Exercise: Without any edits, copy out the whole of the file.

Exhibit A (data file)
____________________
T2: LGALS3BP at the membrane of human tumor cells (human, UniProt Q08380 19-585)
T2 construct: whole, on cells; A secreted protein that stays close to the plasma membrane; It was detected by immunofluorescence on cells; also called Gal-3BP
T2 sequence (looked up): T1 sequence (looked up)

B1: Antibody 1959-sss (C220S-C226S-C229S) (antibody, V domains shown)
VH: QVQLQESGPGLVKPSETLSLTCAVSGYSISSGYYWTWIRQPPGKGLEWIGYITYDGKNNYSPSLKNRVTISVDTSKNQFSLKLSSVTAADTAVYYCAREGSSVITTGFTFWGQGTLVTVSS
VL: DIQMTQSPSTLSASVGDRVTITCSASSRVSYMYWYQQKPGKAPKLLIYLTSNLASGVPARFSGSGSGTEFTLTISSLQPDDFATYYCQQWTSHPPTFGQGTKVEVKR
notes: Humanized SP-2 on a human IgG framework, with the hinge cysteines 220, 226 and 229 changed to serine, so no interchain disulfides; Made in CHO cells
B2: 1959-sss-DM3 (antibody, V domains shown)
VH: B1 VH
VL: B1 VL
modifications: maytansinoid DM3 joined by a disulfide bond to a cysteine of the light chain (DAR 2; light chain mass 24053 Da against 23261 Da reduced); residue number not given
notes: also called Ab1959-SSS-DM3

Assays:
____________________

T2: LGALS3BP at the membrane of human tumor cells (human, UniProt Q08380 19-585)
T2 construct: whole, on cells; A secreted protein that stays close to the plasma membrane; It was detected by immunofluorescence on cells; also called Gal-3BP
T2 sequence (looked up): T1 sequence (looked up)

B1: Antibody 1959-sss (C220S-C226S-C229S) (antibody, V domains shown)
VH: QVQLQESGPGLVKPSETLSLTCAVSGYSISSGYYWTWIRQPPGKGLEWIGYITYDGKNNYSPSLKNRVTISVDTSKNQFSLKLSSVTAADTAVYYCAREGSSVITTGFTFWGQGTLVTVSS
VL: DIQMTQSPSTLSASVGDRVTITCSASSRVSYMYWYQQKPGKAPKLLIYLTSNLASGVPARFSGSGSGTEFTLTISSLQPDDFATYYCQQWTSHPPTFGQGTKVEVKR
notes: Humanized SP-2 on a human IgG framework, with the hinge cysteines 220, 226 and 229 changed to serine, so no interchain disulfides; Made in CHO cells
B2: 1959-sss-DM3 (antibody, V domains shown)
VH: B1 VH
VL: B1 VL
modifications: maytansinoid DM3 joined by a disulfide bond to a cysteine of the light chain (DAR 2; light chain mass 24053 Da against 23261 Da reduced); residue number not given
notes: also called Ab1959-SSS-DM3

Assays: